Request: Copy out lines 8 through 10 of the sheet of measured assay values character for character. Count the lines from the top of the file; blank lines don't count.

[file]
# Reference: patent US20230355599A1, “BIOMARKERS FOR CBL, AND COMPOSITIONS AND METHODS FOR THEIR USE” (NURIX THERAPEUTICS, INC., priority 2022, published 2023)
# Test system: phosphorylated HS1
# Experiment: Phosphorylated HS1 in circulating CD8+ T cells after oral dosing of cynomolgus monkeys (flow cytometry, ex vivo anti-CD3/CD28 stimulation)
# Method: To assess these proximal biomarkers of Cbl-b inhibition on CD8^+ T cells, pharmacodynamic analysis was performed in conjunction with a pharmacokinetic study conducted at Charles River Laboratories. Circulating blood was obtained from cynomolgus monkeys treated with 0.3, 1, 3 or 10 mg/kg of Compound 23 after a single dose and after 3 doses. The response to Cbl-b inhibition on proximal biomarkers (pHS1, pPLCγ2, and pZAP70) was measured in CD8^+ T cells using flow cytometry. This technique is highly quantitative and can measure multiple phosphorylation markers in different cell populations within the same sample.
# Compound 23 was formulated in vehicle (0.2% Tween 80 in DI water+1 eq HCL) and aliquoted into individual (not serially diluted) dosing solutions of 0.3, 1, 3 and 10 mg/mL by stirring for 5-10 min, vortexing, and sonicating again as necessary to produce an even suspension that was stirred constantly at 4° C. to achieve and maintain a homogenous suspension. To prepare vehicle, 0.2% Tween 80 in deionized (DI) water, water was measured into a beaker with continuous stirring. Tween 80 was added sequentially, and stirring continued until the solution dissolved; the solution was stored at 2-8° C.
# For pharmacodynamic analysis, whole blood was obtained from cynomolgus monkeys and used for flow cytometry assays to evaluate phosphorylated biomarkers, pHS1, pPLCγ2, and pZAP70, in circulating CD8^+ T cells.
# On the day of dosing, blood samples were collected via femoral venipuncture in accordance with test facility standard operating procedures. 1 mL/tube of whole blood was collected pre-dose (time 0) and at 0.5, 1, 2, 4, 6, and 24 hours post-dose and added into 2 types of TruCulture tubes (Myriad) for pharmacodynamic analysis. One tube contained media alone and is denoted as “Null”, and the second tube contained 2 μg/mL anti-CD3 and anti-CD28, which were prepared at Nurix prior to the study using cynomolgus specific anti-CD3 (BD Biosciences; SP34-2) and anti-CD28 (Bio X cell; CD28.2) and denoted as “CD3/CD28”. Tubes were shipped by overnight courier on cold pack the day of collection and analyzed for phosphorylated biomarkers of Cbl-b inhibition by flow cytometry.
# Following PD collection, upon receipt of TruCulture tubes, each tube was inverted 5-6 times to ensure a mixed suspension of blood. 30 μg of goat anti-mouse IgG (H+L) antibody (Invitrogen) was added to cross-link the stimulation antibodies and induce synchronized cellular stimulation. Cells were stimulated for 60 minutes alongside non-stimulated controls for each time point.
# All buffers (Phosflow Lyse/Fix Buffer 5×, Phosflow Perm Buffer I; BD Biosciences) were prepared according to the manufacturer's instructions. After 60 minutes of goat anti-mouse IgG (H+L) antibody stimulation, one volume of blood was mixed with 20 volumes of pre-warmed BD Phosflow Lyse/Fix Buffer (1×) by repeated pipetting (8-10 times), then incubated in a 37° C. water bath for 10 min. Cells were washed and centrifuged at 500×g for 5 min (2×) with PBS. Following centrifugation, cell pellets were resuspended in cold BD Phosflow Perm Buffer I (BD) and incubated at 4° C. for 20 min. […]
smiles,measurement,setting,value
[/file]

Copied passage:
# Following PD collection, upon receipt of TruCulture tubes, each tube was inverted 5-6 times to ensure a mixed suspension of blood. 30 μg of goat anti-mouse IgG (H+L) antibody (Invitrogen) was added to cross-link the stimulation antibodies and induce synchronized cellular stimulation. Cells were stimulated for 60 minutes alongside non-stimulated controls for each time point.
# All buffers (Phosflow Lyse/Fix Buffer 5×, Phosflow Perm Buffer I; BD Biosciences) were prepared according to the manufacturer's instructions. After 60 minutes of goat anti-mouse IgG (H+L) antibody stimulation, one volume of blood was mixed with 20 volumes of pre-warmed BD Phosflow Lyse/Fix Buffer (1×) by repeated pipetting (8-10 times), then incubated in a 37° C. water bath for 10 min. Cells were washed and centrifuged at 500×g for 5 min (2×) with PBS. Following centrifugation, cell pellets were resuspended in cold BD Phosflow Perm Buffer I (BD) and incubated at 4° C. for 20 min. […]
smiles,measurement,setting,value